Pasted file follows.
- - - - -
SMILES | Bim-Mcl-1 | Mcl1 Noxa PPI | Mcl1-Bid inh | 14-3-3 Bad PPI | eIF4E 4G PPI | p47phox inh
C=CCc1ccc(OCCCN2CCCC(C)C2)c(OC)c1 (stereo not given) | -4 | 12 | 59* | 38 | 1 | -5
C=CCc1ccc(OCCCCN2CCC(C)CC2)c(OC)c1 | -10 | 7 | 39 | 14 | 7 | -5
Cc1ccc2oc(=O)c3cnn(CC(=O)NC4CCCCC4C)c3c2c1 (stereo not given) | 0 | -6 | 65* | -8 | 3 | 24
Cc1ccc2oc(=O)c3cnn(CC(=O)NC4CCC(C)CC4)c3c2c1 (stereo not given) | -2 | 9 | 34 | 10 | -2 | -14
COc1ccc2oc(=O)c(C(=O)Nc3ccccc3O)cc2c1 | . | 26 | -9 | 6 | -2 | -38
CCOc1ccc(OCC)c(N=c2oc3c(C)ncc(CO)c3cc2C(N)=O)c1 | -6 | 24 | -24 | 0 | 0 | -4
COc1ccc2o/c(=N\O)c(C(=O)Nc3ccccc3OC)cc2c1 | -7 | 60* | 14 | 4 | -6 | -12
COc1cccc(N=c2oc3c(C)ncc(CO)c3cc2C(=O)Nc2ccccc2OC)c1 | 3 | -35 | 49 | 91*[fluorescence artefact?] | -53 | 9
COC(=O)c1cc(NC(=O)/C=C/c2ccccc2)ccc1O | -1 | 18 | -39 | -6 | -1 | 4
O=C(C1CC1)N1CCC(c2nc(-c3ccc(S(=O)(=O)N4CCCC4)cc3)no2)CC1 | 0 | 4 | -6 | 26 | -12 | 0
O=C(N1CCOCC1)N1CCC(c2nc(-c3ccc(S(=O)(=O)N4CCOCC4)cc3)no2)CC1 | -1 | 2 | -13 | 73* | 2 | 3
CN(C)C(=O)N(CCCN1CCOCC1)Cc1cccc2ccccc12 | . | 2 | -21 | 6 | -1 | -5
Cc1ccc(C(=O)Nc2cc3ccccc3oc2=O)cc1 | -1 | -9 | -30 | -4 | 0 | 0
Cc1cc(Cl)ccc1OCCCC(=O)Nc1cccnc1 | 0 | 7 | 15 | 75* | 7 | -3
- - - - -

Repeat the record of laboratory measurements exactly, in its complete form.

SMILES | Bim-Mcl-1 | Mcl1 Noxa PPI | Mcl1-Bid inh | 14-3-3 Bad PPI | eIF4E 4G PPI | p47phox inh
C=CCc1ccc(OCCCN2CCCC(C)C2)c(OC)c1 (stereo not given) | -4 | 12 | 59* | 38 | 1 | -5
C=CCc1ccc(OCCCCN2CCC(C)CC2)c(OC)c1 | -10 | 7 | 39 | 14 | 7 | -5
Cc1ccc2oc(=O)c3cnn(CC(=O)NC4CCCCC4C)c3c2c1 (stereo not given) | 0 | -6 | 65* | -8 | 3 | 24
Cc1ccc2oc(=O)c3cnn(CC(=O)NC4CCC(C)CC4)c3c2c1 (stereo not given) | -2 | 9 | 34 | 10 | -2 | -14
COc1ccc2oc(=O)c(C(=O)Nc3ccccc3O)cc2c1 | . | 26 | -9 | 6 | -2 | -38
CCOc1ccc(OCC)c(N=c2oc3c(C)ncc(CO)c3cc2C(N)=O)c1 | -6 | 24 | -24 | 0 | 0 | -4
COc1ccc2o/c(=N\O)c(C(=O)Nc3ccccc3OC)cc2c1 | -7 | 60* | 14 | 4 | -6 | -12
COc1cccc(N=c2oc3c(C)ncc(CO)c3cc2C(=O)Nc2ccccc2OC)c1 | 3 | -35 | 49 | 91*[fluorescence artefact?] | -53 | 9
COC(=O)c1cc(NC(=O)/C=C/c2ccccc2)ccc1O | -1 | 18 | -39 | -6 | -1 | 4
O=C(C1CC1)N1CCC(c2nc(-c3ccc(S(=O)(=O)N4CCCC4)cc3)no2)CC1 | 0 | 4 | -6 | 26 | -12 | 0
O=C(N1CCOCC1)N1CCC(c2nc(-c3ccc(S(=O)(=O)N4CCOCC4)cc3)no2)CC1 | -1 | 2 | -13 | 73* | 2 | 3
CN(C)C(=O)N(CCCN1CCOCC1)Cc1cccc2ccccc12 | . | 2 | -21 | 6 | -1 | -5
Cc1ccc(C(=O)Nc2cc3ccccc3oc2=O)cc1 | -1 | -9 | -30 | -4 | 0 | 0
Cc1cc(Cl)ccc1OCCCC(=O)Nc1cccnc1 | 0 | 7 | 15 | 75* | 7 | -3